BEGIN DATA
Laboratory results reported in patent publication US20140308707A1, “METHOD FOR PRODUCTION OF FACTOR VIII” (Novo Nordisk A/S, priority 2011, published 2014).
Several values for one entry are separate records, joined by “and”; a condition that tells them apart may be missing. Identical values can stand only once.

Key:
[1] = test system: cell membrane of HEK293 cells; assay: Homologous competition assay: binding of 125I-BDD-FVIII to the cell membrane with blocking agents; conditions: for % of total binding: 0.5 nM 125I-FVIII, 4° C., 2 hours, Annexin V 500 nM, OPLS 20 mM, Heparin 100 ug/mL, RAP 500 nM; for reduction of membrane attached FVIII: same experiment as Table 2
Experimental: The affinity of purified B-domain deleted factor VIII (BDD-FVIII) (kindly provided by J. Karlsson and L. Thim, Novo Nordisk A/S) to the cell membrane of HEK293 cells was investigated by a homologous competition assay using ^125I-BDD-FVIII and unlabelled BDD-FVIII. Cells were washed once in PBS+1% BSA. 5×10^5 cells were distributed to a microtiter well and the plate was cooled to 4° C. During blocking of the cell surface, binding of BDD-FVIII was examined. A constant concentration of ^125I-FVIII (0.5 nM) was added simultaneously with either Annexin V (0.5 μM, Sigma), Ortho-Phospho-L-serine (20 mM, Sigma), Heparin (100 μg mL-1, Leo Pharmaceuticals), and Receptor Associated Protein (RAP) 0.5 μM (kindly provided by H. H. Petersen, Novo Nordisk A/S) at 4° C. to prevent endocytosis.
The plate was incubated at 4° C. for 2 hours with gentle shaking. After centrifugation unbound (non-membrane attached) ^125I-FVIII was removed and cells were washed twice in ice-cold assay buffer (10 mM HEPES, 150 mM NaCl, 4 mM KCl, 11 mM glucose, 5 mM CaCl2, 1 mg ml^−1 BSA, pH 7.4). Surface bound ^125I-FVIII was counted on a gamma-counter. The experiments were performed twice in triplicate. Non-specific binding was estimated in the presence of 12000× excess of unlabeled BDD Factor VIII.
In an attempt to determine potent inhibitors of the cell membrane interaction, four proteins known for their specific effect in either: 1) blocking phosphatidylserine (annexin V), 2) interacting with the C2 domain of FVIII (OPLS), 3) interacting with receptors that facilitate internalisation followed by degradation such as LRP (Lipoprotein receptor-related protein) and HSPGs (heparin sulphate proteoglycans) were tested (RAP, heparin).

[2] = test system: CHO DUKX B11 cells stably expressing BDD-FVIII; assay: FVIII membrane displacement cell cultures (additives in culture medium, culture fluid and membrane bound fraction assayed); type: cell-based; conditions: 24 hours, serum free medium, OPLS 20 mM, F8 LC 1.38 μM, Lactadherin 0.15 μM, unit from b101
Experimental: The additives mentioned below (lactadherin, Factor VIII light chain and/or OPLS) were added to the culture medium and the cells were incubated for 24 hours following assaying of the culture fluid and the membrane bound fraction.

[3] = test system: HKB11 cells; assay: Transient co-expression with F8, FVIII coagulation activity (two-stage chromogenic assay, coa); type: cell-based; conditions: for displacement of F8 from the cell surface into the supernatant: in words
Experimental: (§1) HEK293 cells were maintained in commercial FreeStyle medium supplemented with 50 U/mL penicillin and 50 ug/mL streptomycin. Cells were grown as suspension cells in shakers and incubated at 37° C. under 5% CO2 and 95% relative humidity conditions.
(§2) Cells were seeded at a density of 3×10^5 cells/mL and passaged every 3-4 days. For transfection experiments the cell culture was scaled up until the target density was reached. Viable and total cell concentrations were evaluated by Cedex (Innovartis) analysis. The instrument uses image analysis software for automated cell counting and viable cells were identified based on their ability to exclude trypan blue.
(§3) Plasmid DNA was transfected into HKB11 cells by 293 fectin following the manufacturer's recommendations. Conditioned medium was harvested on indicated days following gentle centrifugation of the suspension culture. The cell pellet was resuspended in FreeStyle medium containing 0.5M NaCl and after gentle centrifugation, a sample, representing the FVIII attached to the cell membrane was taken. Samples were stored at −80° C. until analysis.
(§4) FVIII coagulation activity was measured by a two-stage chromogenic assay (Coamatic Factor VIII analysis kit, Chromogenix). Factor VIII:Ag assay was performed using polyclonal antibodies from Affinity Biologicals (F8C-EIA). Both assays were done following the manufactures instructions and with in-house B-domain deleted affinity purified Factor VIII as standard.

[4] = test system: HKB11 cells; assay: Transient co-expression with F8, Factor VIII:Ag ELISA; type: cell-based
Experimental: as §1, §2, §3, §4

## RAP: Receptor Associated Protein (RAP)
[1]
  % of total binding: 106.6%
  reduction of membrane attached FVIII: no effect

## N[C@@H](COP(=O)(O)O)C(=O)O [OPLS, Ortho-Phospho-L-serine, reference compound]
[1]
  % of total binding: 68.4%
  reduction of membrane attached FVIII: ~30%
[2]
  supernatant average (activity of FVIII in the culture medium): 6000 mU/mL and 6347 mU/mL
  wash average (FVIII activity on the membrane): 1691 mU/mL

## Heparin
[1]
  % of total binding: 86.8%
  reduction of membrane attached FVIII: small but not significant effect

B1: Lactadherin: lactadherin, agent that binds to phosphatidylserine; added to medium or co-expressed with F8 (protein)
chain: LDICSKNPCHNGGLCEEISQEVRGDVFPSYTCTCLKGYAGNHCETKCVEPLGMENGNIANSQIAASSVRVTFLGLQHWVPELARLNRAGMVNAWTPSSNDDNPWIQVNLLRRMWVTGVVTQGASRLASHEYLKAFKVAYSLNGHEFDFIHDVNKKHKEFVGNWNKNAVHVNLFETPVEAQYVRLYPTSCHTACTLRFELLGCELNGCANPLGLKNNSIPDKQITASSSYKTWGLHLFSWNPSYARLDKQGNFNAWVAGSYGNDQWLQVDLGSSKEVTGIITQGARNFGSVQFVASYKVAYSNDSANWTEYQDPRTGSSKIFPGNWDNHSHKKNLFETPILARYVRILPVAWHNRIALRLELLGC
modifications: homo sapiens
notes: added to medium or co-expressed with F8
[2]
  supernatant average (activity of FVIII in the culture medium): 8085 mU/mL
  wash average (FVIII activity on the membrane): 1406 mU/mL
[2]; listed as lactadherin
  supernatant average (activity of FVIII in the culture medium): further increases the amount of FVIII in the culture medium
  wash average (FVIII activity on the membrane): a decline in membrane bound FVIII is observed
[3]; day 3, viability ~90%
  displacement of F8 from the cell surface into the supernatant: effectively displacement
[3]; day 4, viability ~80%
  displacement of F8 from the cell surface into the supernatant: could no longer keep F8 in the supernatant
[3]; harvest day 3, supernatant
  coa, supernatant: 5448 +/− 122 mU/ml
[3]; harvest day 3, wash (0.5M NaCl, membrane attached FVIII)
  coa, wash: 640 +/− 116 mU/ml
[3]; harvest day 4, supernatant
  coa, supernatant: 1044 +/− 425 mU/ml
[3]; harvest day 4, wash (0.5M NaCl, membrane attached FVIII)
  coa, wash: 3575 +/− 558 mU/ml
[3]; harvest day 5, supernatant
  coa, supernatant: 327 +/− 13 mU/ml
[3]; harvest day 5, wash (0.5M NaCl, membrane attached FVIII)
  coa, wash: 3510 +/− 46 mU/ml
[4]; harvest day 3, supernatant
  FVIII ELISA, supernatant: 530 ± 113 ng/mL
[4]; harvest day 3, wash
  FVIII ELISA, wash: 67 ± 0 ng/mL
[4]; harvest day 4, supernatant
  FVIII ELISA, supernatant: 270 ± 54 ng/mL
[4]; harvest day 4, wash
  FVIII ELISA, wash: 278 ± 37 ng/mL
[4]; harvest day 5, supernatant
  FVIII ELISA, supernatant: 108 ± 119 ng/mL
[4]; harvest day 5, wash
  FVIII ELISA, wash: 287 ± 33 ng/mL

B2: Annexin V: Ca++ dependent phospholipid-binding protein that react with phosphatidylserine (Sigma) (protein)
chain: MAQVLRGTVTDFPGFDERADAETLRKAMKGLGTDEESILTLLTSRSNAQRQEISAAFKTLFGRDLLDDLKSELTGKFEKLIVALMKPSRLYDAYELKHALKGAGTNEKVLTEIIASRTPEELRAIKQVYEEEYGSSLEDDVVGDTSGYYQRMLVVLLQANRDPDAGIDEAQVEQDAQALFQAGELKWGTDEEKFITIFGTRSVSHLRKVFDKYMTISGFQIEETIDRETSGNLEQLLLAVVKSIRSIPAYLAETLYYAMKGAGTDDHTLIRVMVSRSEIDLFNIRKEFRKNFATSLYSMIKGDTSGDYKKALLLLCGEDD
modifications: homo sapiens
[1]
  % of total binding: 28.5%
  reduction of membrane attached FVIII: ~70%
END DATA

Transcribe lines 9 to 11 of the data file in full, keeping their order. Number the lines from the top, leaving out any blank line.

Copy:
Experimental: The additives mentioned below (lactadherin, Factor VIII light chain and/or OPLS) were added to the culture medium and the cells were incubated for 24 hours following assaying of the culture fluid and the membrane bound fraction.

[3] = test system: HKB11 cells; assay: Transient co-expression with F8, FVIII coagulation activity (two-stage chromogenic assay, coa); type: cell-based; conditions: for displacement of F8 from the cell surface into the supernatant: in words
Experimental: (§1) HEK293 cells were maintained in commercial FreeStyle medium supplemented with 50 U/mL penicillin and 50 ug/mL streptomycin. Cells were grown as suspension cells in shakers and incubated at 37° C. under 5% CO2 and 95% relative humidity conditions.